After weeks of research, I focused on the works of the 17th Century composer, Henry Purcell. Purcell’s incidental theatre work of the late 17th Century and early 18th Century was commonly used for productions at the Drury Lane Theatre, of which our playwright, David Garrick, was the actor manager. Alongside the use of the works of Purcell, I will also be creating one main audio effect for the first act of the production.
The elements of the sound design for our show can be broken down into three key elements:
The live band, hopefully consisting of a string quartet, will be performing in the foyer of the TFTV department before the show and during the interval. They will be playing Purcell’s incidental music from the play, The Married Beau; Or The Curious Impertinent, Z603. Although not much is known about this play, my research tells me that it was a ‘sex farce’; a play set around the comedy of misunderstanding of pairs of lovers. Although not a complete relation to Miss in Her Teens, it does share the elements of dangerous courtships and multiple love interests. The tone of these plays would more than likely be shared, and this is reflected in the music for The Married Beau. There are a number of light-hearted pieces in the score of The Married Beau that will set the tone of the play it precedes.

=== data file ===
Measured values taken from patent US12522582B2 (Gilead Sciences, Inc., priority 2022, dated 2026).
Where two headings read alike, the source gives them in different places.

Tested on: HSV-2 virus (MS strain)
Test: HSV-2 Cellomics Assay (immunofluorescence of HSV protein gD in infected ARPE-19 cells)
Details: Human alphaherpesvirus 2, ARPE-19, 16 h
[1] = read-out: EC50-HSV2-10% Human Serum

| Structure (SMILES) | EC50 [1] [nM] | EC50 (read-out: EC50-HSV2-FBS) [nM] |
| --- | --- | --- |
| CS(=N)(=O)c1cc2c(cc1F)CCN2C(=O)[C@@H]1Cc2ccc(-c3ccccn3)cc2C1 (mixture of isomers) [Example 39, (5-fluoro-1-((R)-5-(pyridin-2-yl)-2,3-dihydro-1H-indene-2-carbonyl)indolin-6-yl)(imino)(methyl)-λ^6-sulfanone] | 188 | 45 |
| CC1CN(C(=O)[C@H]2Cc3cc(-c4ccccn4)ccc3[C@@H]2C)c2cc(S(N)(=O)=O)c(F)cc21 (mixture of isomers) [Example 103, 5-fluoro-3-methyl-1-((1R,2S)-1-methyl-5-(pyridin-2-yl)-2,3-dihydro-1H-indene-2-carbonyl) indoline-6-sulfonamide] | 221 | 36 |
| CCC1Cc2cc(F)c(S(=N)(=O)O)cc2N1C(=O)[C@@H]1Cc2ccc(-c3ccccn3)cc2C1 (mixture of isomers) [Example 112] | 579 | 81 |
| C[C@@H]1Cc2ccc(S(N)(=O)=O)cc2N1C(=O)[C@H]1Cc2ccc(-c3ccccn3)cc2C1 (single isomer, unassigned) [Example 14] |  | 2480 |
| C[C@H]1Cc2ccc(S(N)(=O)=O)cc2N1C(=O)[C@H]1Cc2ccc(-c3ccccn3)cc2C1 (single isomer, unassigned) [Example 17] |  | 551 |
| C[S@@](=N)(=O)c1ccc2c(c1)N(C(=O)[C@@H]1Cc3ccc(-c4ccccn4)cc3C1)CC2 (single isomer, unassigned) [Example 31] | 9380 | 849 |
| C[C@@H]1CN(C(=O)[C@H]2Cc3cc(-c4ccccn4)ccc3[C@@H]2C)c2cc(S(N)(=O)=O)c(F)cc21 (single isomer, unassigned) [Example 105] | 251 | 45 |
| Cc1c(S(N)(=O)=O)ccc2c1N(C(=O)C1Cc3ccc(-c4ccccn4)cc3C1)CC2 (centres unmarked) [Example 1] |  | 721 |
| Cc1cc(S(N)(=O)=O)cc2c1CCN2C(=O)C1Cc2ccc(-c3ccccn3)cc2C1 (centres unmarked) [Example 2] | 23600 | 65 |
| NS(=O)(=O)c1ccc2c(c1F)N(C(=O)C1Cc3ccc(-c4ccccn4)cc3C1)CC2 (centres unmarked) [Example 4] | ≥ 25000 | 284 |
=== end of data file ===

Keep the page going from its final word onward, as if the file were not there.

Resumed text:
The incidental music will be taken from another Purcell work, Amphitryon. The music from Amphitryon comes from the 1690 John Dryden play, is a translation of a 1668 Moliere play, which in turn is also based on the Greek comedy by Platus of the same name. These plays are also, in a sense, sex farces. The warrior Amphitryon returns from war, where the God Jupiter is sleeping with Amphitryon’s wife. The god Mercury disguises himself as Amphitryon’s servant in order to delay his arrival, but undeterred, he arrives at the house. An argument of confusion and jealousy ends with the birth of twins; both Amphitryon’s human son and the demi-god Hercules. The music, (although somewhat dark during some movements), fits the theme of secrecy that is found in Miss in Her Teens. This music will be used in two ways. Firstly, as tracks in full at the beginning and end of each act and secondly as edited clips in order to denote a change of scene and the entrance of a main character.
Lastly, I intend to create a soundscape for the first scene of the first act. In this scene, a number of our characters meet and reunite for the first time in the play. The setting is, however, a busy 18th Century street in London. Our cast, although somewhat sizeable, would be unable to recreate the noise and atmosphere of a crowded London street all by themselves, so the intention is to create this through the medium of sound. The soundscape will consist of the noises of horses and carts, the hustle and bustle of people passing in the street and birds chirping. The intention with the soundscape is to create a believable world in which these larger than life characters may exist.
You can listen to Amphitryon in its entirety here: http://www.youtube.com/watch?v=5u3yAZQcSHw
The sheet music for The Married Beau and Amphitryon can be found in:
Purcell, H., The Works of Henry Purcell (Volumes 16 and 20), London, Novello, Stainer & Bell, 1957-2009
As Set Designer this week I have been developing my final designs through the use of a model box. This is a 1:25 scale model to show the director, actors and design team what the set will look like.